Forest doesn’t just grow in mountains, hills, and valleys. Give certain, special trees the right conditions and they also take root in the shallow mud of estuaries and other coastal situations. The trees that occur, that thrive in such places are various species of mangroves and as is typical of so many other tropical microhabitats, mangrove forests have their own suite of birds.
In Costa Rica, mangrove forests grow on both coasts but are much more common on the Pacific because there are more places where estuaries flow into bays and other shallow, coastal waters. During times of lower sea level, mangroves may have also have been more extensive and this could explain why one of Costa Rica’s few national endemics, the aptly named Mangrove Hummingbird, was able to evolve to only live in this habitat. With that special need in mind, one might expect it to be common in the tall Tea Mangroves and smaller Black Mangroves that dot various sites of the Pacific coast. Although these are the habitats where it lives, especially the Tea Mangroves, you can take a boat beneath the tall quiet canopy and still easily miss it. It’s ironic because even though it doesn’t live anywhere else, even in perfect habitat, the Mangrove Hummingbird is not an abundant species. Given its naturally low numbers and living to a very limited area that can be easily altered, it’s not surprising that this specialized hummingbird is considered to be endangered.
This hummingbird and another mangrove specialist, the Yellow-billed Cotinga, may have been much more common in the distant past. They might even be relicts of pre Ice-Age times when their requisite mangrove habitats covered a larger area. Fortunately, the few remnant areas of mangrove forests in Costa Rica receive a certain degree of protection by either being included in official protected areas or because of legal protections provided to forest. Even better, the government of Costa Rica has stated its commitment to restoring and protecting mangrove forests as part of the Paris agreement. Such protection is vital for this pair of mangrove specialists because they are barely hanging on.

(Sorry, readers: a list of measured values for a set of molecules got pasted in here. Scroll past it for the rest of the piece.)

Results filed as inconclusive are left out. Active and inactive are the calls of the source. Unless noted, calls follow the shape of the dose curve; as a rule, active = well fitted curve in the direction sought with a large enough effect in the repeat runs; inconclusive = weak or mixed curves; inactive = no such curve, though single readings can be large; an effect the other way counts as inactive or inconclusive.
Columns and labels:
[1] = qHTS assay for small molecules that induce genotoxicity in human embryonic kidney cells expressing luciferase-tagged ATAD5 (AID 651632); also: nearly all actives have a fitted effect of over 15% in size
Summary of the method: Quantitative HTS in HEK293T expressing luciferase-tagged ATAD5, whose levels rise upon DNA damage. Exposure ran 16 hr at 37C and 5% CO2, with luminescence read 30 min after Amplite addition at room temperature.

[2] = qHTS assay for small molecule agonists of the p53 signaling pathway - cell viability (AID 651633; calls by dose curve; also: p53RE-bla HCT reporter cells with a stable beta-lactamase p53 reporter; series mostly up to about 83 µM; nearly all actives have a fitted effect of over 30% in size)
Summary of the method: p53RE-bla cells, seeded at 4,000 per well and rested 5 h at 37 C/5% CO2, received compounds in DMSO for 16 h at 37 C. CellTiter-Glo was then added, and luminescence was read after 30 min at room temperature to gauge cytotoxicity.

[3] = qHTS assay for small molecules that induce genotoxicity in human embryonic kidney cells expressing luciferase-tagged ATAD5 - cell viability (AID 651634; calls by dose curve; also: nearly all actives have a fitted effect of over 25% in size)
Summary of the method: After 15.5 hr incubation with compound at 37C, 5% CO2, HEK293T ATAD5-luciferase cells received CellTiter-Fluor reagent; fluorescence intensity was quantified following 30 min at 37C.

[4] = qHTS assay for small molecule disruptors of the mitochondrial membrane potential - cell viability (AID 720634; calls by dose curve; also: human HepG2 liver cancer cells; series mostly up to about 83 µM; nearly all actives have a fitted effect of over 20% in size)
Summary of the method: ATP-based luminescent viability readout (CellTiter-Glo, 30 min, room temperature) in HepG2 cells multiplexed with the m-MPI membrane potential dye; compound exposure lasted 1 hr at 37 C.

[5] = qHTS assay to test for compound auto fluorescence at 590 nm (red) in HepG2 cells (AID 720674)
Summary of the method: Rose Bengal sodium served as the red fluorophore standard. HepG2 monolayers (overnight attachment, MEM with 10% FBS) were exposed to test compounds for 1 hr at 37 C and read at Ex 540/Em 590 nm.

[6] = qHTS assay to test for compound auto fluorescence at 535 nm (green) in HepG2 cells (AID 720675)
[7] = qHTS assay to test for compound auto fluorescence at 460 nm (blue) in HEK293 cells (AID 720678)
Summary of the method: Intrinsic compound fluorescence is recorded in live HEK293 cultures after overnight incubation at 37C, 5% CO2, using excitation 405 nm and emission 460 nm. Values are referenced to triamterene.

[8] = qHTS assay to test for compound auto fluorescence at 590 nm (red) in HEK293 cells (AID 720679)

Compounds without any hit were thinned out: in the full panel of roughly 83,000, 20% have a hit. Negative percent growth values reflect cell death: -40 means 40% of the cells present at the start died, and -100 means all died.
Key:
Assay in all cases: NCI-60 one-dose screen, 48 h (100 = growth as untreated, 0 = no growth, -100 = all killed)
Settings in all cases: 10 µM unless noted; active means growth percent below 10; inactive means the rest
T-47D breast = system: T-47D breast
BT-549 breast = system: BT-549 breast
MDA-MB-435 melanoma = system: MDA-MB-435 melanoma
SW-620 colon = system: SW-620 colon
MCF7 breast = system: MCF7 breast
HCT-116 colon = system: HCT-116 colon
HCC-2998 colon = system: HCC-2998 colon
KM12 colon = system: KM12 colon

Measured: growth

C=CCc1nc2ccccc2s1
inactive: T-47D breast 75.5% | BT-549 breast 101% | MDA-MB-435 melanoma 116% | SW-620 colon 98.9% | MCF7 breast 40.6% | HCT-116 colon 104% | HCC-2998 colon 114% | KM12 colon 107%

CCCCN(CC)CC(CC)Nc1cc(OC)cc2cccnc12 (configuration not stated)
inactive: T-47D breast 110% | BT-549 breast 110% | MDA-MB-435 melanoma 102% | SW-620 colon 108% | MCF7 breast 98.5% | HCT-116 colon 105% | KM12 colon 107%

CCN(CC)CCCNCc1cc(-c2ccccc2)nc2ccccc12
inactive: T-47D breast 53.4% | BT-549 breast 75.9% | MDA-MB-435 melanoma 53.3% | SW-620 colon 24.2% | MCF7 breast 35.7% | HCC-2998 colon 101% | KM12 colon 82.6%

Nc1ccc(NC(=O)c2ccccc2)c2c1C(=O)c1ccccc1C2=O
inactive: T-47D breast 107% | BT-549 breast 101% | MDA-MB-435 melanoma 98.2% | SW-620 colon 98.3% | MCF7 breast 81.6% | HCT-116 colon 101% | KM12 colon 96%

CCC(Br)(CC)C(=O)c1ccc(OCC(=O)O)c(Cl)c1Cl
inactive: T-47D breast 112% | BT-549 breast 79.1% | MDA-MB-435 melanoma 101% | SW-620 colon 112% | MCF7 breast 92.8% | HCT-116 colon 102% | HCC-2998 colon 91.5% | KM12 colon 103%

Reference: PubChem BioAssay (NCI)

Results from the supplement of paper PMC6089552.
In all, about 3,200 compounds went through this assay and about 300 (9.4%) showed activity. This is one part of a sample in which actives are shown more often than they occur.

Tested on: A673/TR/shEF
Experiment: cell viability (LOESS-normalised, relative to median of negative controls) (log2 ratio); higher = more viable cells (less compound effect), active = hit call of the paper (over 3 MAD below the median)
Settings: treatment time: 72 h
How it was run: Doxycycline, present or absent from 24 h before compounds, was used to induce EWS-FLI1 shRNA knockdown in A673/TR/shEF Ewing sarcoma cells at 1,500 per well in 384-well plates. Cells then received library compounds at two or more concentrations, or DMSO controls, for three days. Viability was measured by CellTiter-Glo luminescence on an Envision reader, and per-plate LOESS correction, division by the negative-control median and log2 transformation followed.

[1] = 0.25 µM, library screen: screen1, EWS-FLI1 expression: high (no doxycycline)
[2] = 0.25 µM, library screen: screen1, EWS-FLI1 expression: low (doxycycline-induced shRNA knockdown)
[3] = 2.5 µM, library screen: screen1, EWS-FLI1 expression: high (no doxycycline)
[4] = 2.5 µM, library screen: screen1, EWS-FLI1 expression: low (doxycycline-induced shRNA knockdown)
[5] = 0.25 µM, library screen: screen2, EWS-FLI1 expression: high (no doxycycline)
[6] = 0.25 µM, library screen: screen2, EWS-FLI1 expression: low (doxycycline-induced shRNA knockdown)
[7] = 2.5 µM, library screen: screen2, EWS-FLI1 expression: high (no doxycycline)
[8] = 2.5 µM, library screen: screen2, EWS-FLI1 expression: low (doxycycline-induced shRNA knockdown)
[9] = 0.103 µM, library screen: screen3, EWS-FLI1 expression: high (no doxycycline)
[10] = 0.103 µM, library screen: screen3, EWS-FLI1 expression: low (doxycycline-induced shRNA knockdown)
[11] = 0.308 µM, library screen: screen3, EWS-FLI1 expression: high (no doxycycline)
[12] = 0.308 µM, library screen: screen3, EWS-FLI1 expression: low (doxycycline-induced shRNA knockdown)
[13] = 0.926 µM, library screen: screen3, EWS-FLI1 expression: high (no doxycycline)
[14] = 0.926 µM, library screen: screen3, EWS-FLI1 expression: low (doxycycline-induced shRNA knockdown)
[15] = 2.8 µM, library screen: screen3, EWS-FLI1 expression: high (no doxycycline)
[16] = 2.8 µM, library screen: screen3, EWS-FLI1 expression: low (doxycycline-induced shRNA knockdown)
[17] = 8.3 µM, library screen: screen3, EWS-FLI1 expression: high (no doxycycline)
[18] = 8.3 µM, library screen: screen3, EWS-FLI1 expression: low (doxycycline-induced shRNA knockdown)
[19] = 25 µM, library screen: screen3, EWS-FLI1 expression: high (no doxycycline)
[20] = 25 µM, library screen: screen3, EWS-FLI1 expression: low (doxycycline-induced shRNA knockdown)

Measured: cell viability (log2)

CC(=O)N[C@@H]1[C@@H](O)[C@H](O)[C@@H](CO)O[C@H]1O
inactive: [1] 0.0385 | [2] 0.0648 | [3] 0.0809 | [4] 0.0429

While the hummingbird and cotinga are among the most wanted species when birding mangrove forests in Costa Rica, they aren’t the only birds you can look for. Some of the additional specialties include:
Unlike the much more common and adaptable Gray-cowled and Rufous-naped Wood-Rails, the Rufous-necked mostly bides its time in mangroves. Curiously, it has also been found in some moist forest sites and in common with other rails, wanders on occasion (like when one took that weird vacation in New Mexico) but in general, it seems to love creeping around the bowed roots of mangroves.
In Costa Rica, this former Clapper Rail is pretty local and only occurs in shorter, scrubby mangroves. Given the few areas where it is known to occur, I have to wonder how many actually live in Costa Rica?
This Myiarchus is a bird of mangrove forests, at least in Costa Rica. Thanks to that distinction, it means that during the winter months, without a whole lot of effort, birding near Carara National Park could yield 5 species of Myiarchus in just one morning.
Northern Scrub Flycatcher
If you go birding in Costa Rican mangroves and see something that looks like a cross between a Myiarchus and an Elaenia, you are probably looking at a scrub-flycatcher. Once you learn their brief whistled call, you may realize how common this cool little flycatcher is.
This small, pale bird of the mangroves it’s all that common. Present, but never abundant, the birds in Costa Rica look quite different from the ones in northern Central America.
A classic mangrove species in Florida, when in Costa Rica, this cuckoo can also be seen in dry forest and scrubby habitats of the Pacific coast. It also does occur in mangroves but is certainly seasonal and a fair number of individuals come to Costa Rica for the winter.
In addition to the birds mentioned above, go mangrove birding in Costa Rica and you can also see parrots, Scarlet Macaws, the American Pygmy-Kingfisher, and many other species. With luck, you might even find a roosting potoo. Hopefully, this information will act as a reminder to include some mangrove birding on your trip to Costa Rica. There’s always a lot to see!